The Kaiser Kids Sun Care Program was designed to increase
skin cancer prevention strategies among parents of young children. The
intervention relies on health care providers to educate parents and provide
them with informational materials at well-child visits. In a random assignment
study involving 14 offices in a large managed care organization, parents whose
children received care from practitioners assigned to the intervention engaged
in significantly more sun protection practices than did parents whose children
received care from practitioners uninvolved with the intervention. Skin
exams during the third summer of the intervention did not reveal significant
differences between children on measures of tanning, freckling, or number of
DESCRIPTION OF PROGRAM
Target population: parents of children aged 0-3
In early childhood, well-child visits are recommended at 2,
4, 6, 9, 12, 18, 24, and 36 months of age. These visits are focused not
on treating illnesses, but instead on providing parents with “anticipatory
guidance” – education on optimum child development and health.
In an attempt to increase skin cancer prevention strategies
among parents of young children, the Kaiser Kids Sun Care Program was developed
to supplement well-child visits with information on sun protection.
Health care providers were given anticipatory guidance prompts to share with
parents at each visit. They were also given packets to deliver to parents
at each visit. These packets included sunscreen samples as well as
age-appropriate sun protection tips. Other giveaways to parents included
sun hats, brochures from the Skin Cancer Foundation, a refrigerator magnet,
UV-protective sunglasses, and suggested parent-child activities to teach about
the importance of sun protection.
EVALUATION(S) OF PROGRAM
Crane, L. A., Deas,
A., Mokrohisky, S. T., Ehrsam,
G., Jones, R. H., Dellavalle, R., Byers, T., & Morelli, J.(2006).A Randomized Intervention Study of Sun Protection Promotion in
Well-Child Care. Preventative Medicine, 42, 162-170.
Evaluated population: 728 infants from 14 health care
offices of the Denver/Bolder area of Colorado
served as the study sample for this investigation. These children were
recruited one to six months after birth via appeals to parents insured by Kaiser
Permanente of Colorado.
Over 80% of the children were white.
Approach: The 14 Denver/Bolder offices of Kaiser
Permanente were matched into pairs and then randomly assigned to the treatment
group or the control group. Study participants were assigned to the study
group of their local office.
Health care providers at the seven treatment group offices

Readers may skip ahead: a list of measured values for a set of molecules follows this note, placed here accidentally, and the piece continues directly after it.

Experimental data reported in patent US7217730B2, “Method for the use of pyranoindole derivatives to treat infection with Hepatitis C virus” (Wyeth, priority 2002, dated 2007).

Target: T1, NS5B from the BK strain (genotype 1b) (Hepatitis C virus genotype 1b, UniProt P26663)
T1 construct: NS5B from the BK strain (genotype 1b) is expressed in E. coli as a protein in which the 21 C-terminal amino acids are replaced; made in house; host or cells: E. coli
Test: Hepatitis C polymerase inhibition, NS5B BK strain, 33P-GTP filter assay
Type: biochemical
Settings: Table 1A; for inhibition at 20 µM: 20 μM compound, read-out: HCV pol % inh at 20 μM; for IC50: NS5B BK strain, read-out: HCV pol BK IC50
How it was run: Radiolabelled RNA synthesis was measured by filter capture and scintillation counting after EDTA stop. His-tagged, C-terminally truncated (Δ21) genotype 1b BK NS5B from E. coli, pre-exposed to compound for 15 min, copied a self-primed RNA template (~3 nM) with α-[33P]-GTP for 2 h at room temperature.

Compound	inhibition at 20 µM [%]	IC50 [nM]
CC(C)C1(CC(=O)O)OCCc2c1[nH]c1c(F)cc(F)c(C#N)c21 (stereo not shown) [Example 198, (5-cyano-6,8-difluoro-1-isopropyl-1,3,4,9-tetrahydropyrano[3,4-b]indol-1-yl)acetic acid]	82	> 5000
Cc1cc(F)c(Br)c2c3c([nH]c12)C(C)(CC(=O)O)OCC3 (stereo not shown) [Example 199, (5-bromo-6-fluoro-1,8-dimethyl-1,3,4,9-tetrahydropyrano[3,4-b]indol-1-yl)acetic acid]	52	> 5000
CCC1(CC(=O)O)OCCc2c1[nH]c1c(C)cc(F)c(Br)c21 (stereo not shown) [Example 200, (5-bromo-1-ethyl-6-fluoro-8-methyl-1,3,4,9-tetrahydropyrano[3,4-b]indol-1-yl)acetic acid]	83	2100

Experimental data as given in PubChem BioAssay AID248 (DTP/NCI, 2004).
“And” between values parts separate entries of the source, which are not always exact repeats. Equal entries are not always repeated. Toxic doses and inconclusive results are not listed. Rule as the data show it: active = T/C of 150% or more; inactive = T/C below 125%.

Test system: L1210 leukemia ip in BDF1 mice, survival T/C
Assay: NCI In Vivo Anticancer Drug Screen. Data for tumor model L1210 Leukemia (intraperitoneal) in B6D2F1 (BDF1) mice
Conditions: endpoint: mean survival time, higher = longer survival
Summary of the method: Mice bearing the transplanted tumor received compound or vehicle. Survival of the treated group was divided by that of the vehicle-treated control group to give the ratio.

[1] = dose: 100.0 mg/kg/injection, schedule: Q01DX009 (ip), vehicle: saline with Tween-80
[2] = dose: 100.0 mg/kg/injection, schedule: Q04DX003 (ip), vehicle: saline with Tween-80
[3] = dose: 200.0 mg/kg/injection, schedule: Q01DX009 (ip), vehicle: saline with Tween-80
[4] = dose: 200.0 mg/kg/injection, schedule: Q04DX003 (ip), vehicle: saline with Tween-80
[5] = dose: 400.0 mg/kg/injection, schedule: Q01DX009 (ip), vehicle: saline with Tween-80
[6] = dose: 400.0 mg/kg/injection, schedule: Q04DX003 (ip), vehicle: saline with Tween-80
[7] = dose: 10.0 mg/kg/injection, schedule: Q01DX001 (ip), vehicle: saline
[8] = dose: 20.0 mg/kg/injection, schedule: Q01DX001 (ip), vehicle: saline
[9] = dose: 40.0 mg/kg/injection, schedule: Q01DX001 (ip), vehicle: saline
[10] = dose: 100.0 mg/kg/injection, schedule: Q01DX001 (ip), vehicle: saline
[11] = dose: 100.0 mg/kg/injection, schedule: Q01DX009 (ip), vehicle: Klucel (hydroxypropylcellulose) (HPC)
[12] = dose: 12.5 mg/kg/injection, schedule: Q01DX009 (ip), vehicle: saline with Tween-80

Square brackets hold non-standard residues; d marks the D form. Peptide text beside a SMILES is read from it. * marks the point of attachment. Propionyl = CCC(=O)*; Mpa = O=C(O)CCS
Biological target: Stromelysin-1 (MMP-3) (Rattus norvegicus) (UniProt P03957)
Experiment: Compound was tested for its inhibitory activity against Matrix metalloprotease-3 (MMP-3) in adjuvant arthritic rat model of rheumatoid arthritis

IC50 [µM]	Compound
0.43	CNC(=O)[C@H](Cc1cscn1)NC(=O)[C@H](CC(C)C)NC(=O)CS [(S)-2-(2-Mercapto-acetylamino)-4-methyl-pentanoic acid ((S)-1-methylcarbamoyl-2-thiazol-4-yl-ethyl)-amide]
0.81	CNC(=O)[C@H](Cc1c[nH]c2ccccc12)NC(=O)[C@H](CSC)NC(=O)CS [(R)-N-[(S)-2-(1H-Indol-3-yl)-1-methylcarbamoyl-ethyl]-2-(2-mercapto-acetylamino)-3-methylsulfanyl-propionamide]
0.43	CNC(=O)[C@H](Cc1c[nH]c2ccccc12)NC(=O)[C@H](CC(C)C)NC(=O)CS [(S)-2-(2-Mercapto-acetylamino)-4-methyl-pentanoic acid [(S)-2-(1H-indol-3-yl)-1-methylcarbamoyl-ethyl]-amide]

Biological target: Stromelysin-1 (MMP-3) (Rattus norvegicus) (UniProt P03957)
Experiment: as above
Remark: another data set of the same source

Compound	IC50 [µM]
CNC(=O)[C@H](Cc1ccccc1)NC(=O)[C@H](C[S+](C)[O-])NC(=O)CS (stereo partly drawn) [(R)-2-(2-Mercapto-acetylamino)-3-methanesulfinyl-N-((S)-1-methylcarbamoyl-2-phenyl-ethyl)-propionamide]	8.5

were invited to attend meetings about the project. At well-child visits,
these providers gave parents anticipatory guidance alerts on sun protection and
distributed sun protection packets to parents. Health care providers from
control group offices were also familiarized with the project. These
providers gave usual care at well-child visits, which included discussing the
use of sunscreen with parents.
When parents entered the study, they were interviewed on
their usual sun protection practices. Parents were re-interviewed each
summer for three years. During the third summer, skin examinations were
offered to all children involved in the study; 38% of children took part in
Results: During the first summer of the intervention,
parents attending treatment group offices had only slightly higher average sun
protection scores than parents attending control group offices. Over
time, use of sun protection strategies by both groups of parents
declined. This decline was sharper among parents from control group
offices, and, at the third follow-up, treatment group parents were significantly
more likely than control group parents to score above the midpoint on the sun
Sunscreen use was high for both groups of parents and there
were no significant differences between the groups on sunscreen
practices. No differences emerged between the groups on sun avoidance or
clothing use. Parents from treatment group offices were more likely to
seek out shade for their children to play in than were parents from control
Skin examinations at year three revealed no significant
differences between treatment and control children on mean exposed skin color,
tanning, freckling, or number of moles. Researchers were disappointed
that such a low proportion of children took part in skin examinations.
They caution against drawing too much from the results of these examinations,
as mole development can be a lengthy process.
SOURCES FOR MORE INFORMATION
Crane, L. A., Deas,
A., Mokrohisky, S. T., Ehrsam,
G., Jones, R. H., Dellavalle, R., Byers, T., & Morelli, J. (2006).A
Randomized Intervention Study of Sun Protection Promotion in Well-Child
Care. Preventative Medicine, 42, 162-170.
KEYWORDS: Early Childhood (0-5), Infants (0-12 months),
Toddlers (12-36 months), White of Caucasian, Black or African American,
Hispanic or Latino, Clinic-based, Child Care, Life Skills Training, Urban,
Suburban, Physical Health
Program information last updated 7/24/07